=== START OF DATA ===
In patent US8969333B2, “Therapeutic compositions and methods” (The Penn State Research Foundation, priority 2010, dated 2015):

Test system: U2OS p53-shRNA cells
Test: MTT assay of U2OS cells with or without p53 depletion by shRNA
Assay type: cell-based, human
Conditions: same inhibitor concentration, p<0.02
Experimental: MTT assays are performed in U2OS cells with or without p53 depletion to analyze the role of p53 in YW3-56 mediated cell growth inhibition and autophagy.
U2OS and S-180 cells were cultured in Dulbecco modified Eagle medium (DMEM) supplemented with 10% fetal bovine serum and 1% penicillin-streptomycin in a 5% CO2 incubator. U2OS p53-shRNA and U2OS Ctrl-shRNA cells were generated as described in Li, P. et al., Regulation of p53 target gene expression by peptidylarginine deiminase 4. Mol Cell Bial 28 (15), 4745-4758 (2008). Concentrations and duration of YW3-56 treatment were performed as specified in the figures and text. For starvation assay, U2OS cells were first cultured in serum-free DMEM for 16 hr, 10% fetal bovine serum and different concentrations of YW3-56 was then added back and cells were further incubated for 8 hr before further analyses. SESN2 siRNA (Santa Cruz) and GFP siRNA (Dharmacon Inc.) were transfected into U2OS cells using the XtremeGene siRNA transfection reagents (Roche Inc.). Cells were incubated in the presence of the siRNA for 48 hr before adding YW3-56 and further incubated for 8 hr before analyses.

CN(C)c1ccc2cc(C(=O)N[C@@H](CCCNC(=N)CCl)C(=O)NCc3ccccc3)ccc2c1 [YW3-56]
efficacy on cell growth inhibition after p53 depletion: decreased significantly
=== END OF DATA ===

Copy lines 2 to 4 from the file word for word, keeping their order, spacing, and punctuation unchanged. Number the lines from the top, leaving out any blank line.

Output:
Test system: U2OS p53-shRNA cells
Test: MTT assay of U2OS cells with or without p53 depletion by shRNA
Assay type: cell-based, human